Co-production is approached as an opportunity for people from different backgrounds, with different skills and experiences, to work together as equals. There are two quality boards led by people who use services and the terms of reference for the boards include a requirement to ensure that people who use services from black and minority ethnic communities are represented.
Access needs to be recognised as a fundamental principle of co-production as the process needs to be accessible if everyone is going to take part on an equal basis. [20, 21] Accessibility is about ensuring that everyone has the same opportunity to take part in an activity fully, in the way that suits them best. 
As well as physical access, making sure that information is accessible and that it is provided in appropriate formats is a key part of making sure that everyone can take part in co-production. This is important as co-production can bring together diverse groups of people, from managers and practitioners to people who use services, carers and families. It may also involve staff coming from different disciplines and backgrounds. Some of the language used can be problematic because it can involve jargon that is inaccessible.  And it is particularly important that all stakeholders understand the term co-production itself in the same way.  Getting the language right so that everyone understands each other is therefore essential.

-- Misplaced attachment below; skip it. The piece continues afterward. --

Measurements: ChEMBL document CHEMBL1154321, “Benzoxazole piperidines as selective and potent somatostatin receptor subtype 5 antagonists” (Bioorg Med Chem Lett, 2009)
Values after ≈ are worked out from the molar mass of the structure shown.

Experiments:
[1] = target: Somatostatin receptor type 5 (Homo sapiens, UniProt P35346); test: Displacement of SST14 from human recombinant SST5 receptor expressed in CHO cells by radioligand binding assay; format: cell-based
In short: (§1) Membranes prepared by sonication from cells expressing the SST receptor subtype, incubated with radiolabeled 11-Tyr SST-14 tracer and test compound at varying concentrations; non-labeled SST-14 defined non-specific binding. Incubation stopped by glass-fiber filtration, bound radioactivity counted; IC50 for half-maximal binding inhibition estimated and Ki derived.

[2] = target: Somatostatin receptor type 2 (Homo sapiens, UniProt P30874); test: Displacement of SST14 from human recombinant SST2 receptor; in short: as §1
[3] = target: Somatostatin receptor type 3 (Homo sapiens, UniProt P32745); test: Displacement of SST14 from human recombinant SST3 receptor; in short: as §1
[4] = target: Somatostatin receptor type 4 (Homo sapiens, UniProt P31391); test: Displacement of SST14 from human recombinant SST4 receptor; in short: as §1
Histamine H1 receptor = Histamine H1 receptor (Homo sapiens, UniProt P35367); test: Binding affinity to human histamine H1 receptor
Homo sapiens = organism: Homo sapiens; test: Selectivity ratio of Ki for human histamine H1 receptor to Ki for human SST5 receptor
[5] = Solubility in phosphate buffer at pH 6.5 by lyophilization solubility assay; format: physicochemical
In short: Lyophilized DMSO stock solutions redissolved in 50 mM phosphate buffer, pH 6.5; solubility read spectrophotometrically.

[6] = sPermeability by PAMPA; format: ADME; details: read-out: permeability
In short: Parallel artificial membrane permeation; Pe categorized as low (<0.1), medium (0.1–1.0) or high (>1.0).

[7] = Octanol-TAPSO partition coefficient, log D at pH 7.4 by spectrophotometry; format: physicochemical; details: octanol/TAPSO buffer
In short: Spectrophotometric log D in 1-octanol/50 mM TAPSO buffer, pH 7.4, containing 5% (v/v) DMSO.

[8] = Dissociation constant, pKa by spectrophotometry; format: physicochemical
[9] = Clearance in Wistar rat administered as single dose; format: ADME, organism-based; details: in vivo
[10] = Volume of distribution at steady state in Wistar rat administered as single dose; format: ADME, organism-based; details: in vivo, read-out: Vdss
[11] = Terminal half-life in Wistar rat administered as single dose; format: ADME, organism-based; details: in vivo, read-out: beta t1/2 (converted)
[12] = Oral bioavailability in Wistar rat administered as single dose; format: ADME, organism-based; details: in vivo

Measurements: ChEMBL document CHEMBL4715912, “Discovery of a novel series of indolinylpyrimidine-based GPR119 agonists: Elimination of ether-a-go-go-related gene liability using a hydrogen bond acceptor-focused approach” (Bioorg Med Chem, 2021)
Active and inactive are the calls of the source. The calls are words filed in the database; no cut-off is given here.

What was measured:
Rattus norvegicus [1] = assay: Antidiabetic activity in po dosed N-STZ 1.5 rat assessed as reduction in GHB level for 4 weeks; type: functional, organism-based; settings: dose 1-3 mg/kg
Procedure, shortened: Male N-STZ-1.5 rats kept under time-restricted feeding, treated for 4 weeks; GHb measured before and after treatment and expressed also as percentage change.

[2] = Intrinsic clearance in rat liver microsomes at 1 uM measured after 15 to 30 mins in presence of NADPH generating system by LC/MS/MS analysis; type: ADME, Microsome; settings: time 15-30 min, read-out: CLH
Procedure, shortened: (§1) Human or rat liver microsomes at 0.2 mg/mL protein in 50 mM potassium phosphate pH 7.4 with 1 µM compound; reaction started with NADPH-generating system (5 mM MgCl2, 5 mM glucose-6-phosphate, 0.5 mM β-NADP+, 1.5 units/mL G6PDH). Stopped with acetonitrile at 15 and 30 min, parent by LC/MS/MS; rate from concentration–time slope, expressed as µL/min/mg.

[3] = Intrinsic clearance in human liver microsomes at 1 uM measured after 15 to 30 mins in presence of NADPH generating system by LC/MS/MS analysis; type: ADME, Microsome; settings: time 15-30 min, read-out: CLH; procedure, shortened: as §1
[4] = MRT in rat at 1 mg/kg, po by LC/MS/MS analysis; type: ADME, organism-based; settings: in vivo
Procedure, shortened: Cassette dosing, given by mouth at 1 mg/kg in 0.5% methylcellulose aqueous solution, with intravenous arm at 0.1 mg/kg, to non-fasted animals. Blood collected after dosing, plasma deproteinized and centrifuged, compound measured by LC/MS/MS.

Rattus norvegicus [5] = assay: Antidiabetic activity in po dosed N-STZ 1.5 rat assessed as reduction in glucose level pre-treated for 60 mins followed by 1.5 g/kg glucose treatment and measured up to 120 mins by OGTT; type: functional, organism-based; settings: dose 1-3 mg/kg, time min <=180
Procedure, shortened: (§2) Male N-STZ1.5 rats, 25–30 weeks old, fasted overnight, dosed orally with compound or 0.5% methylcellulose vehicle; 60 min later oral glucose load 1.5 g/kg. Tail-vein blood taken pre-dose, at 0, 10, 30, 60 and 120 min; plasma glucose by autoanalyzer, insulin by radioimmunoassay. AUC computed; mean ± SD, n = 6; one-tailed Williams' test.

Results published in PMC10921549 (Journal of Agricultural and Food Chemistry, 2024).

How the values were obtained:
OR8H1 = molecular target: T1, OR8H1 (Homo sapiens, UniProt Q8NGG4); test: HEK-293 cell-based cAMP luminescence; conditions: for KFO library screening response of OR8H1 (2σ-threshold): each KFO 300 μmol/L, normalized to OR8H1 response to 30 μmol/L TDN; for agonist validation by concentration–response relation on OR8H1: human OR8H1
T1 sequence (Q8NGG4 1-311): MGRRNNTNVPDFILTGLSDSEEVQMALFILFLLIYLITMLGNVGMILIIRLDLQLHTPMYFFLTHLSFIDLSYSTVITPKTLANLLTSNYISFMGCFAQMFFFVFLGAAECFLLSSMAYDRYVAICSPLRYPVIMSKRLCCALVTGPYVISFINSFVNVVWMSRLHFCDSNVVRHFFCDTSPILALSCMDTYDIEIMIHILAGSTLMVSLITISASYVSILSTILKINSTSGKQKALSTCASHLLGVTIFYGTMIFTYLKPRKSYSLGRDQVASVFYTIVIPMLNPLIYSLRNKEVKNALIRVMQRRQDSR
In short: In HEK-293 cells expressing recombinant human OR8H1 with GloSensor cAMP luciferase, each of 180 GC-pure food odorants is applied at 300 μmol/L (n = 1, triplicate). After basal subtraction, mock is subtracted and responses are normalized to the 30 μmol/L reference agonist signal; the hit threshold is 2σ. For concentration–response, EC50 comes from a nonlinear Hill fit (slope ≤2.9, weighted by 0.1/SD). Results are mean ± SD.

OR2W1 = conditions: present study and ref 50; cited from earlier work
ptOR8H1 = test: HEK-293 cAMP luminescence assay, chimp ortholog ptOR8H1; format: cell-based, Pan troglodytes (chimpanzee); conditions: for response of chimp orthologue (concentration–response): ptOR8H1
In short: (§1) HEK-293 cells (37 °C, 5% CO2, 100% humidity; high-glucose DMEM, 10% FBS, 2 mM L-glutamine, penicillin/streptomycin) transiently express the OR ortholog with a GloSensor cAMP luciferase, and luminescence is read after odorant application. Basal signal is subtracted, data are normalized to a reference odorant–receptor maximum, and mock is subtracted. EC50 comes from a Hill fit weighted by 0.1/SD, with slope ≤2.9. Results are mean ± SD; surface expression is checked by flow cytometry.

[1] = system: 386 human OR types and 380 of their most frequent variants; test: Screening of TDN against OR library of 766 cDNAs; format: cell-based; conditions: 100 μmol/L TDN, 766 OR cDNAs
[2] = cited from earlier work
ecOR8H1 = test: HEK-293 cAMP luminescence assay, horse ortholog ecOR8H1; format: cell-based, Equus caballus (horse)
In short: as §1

There is also a broader issue about all information being available and shared. All parties need to have enough information to take part in co-production and decision making. There may be issues around confidentiality and information sharing, which will need to be resolved for co-production to be successful. For example, confidentiality is key in work shared between peer support workers and professionals. [17*]
Another important aspect of accessibility is time and timing, which can be overlooked. Several reports have referred to the impact of time on co-production and the need to allow time for co-production to develop. [12, 20, 24]
Redesigning Support for Care Leavers